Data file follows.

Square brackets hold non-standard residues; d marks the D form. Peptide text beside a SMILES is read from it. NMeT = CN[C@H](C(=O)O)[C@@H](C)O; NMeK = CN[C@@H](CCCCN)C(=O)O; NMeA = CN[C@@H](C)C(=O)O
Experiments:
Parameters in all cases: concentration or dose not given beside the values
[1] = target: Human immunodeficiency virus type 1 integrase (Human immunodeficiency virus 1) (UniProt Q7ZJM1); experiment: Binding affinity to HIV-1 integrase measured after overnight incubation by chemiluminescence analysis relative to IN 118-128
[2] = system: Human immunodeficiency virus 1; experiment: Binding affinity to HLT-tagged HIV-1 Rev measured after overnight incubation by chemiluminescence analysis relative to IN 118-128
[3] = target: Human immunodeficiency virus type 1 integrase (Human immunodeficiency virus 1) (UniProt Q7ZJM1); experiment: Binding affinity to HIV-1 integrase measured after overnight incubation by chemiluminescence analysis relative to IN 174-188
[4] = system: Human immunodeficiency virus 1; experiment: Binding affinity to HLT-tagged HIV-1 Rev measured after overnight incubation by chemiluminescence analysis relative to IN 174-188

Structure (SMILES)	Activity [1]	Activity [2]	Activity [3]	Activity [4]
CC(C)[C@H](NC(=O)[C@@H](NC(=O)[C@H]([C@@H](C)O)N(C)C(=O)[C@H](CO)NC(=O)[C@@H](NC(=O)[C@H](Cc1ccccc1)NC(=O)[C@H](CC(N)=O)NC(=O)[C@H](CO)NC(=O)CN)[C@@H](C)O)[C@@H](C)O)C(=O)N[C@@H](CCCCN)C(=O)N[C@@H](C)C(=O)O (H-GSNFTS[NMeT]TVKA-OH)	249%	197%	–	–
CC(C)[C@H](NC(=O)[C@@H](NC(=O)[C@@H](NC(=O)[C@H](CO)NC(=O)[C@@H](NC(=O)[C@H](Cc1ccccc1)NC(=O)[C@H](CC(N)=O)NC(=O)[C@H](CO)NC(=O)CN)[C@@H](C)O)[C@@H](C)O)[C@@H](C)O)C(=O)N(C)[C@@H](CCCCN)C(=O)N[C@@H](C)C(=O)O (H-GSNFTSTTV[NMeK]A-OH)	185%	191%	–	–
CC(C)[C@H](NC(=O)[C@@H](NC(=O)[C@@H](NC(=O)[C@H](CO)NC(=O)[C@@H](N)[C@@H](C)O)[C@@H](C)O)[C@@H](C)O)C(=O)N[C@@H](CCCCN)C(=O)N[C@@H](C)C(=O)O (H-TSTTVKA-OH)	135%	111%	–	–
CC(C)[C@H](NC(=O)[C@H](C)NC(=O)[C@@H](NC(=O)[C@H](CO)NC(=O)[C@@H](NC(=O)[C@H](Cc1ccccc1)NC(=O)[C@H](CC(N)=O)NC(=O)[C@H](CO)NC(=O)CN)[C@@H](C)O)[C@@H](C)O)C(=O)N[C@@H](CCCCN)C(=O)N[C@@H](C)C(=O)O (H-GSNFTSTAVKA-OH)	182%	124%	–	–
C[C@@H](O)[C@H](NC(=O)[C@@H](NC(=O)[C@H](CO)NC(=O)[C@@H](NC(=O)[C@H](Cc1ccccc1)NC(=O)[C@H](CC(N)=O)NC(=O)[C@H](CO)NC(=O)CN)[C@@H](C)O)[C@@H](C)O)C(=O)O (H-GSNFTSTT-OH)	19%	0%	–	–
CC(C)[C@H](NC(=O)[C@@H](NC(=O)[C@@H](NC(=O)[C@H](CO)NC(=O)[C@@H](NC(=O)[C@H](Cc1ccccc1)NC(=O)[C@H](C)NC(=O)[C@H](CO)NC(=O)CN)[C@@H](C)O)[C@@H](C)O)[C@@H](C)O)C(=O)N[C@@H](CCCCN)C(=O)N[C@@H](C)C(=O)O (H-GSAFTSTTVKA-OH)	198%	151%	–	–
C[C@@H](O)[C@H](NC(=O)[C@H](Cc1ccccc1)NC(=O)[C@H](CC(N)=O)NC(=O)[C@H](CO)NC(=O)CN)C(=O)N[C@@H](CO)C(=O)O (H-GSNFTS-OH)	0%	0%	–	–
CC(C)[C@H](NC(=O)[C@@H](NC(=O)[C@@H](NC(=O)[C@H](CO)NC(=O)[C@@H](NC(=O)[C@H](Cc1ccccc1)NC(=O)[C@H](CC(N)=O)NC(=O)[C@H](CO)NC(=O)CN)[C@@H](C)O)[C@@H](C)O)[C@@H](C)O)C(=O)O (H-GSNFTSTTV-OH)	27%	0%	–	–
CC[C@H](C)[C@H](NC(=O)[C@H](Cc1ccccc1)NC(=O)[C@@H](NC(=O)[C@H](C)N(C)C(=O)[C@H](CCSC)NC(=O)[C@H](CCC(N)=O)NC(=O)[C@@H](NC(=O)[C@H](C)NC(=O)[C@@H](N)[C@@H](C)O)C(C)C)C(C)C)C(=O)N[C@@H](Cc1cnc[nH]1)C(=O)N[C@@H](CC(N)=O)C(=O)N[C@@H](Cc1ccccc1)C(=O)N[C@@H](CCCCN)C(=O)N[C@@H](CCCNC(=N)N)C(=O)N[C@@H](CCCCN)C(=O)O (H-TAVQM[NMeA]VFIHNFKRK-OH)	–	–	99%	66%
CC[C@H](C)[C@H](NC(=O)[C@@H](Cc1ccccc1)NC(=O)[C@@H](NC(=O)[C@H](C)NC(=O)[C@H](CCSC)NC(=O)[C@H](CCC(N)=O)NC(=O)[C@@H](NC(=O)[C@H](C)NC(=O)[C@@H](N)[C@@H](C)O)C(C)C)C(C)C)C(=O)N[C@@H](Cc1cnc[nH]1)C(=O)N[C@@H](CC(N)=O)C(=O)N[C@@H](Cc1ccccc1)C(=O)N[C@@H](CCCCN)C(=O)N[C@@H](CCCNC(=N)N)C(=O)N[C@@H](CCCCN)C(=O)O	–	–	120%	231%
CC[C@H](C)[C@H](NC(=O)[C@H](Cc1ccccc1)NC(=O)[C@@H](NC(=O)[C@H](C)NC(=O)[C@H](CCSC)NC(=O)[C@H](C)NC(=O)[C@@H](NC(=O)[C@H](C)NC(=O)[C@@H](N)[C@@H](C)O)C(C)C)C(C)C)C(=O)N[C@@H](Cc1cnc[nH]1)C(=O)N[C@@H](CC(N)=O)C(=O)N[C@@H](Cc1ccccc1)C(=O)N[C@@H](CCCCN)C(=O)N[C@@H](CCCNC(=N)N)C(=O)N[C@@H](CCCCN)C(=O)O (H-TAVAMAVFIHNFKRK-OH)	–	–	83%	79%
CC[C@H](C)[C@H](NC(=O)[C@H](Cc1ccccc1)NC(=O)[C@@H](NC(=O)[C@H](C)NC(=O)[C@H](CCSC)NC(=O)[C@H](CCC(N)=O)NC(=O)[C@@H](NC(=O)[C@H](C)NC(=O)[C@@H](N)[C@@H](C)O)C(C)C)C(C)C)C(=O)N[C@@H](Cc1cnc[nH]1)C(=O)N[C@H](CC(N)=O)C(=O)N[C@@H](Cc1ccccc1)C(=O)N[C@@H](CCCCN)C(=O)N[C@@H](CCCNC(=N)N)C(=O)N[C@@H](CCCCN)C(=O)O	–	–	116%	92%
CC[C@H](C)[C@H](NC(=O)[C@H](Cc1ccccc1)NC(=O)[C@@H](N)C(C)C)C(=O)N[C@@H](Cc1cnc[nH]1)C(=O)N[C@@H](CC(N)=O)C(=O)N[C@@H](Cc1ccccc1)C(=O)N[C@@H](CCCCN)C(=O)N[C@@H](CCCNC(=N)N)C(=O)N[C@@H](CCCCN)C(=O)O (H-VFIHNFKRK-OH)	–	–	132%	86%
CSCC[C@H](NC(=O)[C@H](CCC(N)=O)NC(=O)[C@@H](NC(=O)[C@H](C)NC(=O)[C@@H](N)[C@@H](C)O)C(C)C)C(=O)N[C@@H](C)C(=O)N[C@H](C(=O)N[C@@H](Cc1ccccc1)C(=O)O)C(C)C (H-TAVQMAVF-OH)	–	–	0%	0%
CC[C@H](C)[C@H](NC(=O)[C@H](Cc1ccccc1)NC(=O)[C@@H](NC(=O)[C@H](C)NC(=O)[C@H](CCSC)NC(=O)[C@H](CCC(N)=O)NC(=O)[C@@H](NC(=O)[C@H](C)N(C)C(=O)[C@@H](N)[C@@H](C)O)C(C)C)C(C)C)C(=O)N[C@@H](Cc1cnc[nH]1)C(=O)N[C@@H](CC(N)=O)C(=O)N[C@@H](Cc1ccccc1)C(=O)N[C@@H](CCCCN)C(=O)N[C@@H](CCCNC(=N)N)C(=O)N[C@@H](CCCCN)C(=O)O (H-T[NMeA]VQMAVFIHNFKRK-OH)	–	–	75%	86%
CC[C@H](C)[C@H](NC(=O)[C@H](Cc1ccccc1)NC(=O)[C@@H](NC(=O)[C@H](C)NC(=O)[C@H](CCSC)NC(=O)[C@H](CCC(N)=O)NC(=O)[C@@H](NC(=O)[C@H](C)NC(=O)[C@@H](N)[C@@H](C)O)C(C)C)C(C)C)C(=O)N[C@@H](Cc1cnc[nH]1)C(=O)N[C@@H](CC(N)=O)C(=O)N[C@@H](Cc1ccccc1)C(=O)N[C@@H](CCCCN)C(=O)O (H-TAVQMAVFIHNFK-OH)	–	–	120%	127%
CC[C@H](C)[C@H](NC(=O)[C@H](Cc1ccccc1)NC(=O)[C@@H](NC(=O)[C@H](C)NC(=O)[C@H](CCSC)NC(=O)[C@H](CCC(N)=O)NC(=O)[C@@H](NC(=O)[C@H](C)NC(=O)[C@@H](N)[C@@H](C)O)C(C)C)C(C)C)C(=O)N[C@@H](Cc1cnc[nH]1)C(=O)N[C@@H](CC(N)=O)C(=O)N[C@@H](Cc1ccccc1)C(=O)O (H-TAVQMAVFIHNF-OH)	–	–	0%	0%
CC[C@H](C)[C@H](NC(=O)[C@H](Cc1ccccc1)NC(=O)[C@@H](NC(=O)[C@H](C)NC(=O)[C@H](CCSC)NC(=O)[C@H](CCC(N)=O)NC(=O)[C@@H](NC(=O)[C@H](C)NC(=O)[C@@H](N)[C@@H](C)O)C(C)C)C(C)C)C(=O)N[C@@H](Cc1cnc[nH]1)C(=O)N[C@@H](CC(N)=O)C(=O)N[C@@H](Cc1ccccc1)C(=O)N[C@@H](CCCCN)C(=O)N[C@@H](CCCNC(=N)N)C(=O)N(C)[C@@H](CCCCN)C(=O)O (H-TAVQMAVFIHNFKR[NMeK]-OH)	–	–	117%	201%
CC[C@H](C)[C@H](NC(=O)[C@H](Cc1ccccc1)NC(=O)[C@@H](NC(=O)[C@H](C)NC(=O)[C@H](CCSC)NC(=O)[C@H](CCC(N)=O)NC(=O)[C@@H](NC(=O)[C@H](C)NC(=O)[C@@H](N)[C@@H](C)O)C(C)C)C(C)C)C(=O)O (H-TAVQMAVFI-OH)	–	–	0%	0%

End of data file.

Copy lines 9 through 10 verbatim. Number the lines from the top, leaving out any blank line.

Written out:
CC(C)[C@H](NC(=O)[C@@H](NC(=O)[C@H]([C@@H](C)O)N(C)C(=O)[C@H](CO)NC(=O)[C@@H](NC(=O)[C@H](Cc1ccccc1)NC(=O)[C@H](CC(N)=O)NC(=O)[C@H](CO)NC(=O)CN)[C@@H](C)O)[C@@H](C)O)C(=O)N[C@@H](CCCCN)C(=O)N[C@@H](C)C(=O)O (H-GSNFTS[NMeT]TVKA-OH)	249%	197%	–	–
CC(C)[C@H](NC(=O)[C@@H](NC(=O)[C@@H](NC(=O)[C@H](CO)NC(=O)[C@@H](NC(=O)[C@H](Cc1ccccc1)NC(=O)[C@H](CC(N)=O)NC(=O)[C@H](CO)NC(=O)CN)[C@@H](C)O)[C@@H](C)O)[C@@H](C)O)C(=O)N(C)[C@@H](CCCCN)C(=O)N[C@@H](C)C(=O)O (H-GSNFTSTTV[NMeK]A-OH)	185%	191%	–	–